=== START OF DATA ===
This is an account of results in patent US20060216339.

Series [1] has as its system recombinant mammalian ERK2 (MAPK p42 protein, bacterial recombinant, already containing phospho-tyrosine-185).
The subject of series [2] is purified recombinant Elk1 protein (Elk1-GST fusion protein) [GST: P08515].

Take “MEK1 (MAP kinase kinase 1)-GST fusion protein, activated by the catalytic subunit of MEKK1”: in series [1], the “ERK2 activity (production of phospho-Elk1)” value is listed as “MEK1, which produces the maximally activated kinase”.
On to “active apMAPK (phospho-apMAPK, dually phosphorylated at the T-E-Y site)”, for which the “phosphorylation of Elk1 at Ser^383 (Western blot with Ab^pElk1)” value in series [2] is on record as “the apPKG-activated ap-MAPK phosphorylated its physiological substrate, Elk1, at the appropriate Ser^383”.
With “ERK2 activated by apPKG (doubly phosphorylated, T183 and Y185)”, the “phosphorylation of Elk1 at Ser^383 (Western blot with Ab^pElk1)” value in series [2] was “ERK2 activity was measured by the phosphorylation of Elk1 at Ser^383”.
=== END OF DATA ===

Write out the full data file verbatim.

This is an account of results in patent US20060216339.

Series [1] has as its system recombinant mammalian ERK2 (MAPK p42 protein, bacterial recombinant, already containing phospho-tyrosine-185).
The subject of series [2] is purified recombinant Elk1 protein (Elk1-GST fusion protein) [GST: P08515].

Take “MEK1 (MAP kinase kinase 1)-GST fusion protein, activated by the catalytic subunit of MEKK1”: in series [1], the “ERK2 activity (production of phospho-Elk1)” value is listed as “MEK1, which produces the maximally activated kinase”.
On to “active apMAPK (phospho-apMAPK, dually phosphorylated at the T-E-Y site)”, for which the “phosphorylation of Elk1 at Ser^383 (Western blot with Ab^pElk1)” value in series [2] is on record as “the apPKG-activated ap-MAPK phosphorylated its physiological substrate, Elk1, at the appropriate Ser^383”.
With “ERK2 activated by apPKG (doubly phosphorylated, T183 and Y185)”, the “phosphorylation of Elk1 at Ser^383 (Western blot with Ab^pElk1)” value in series [2] was “ERK2 activity was measured by the phosphorylation of Elk1 at Ser^383”.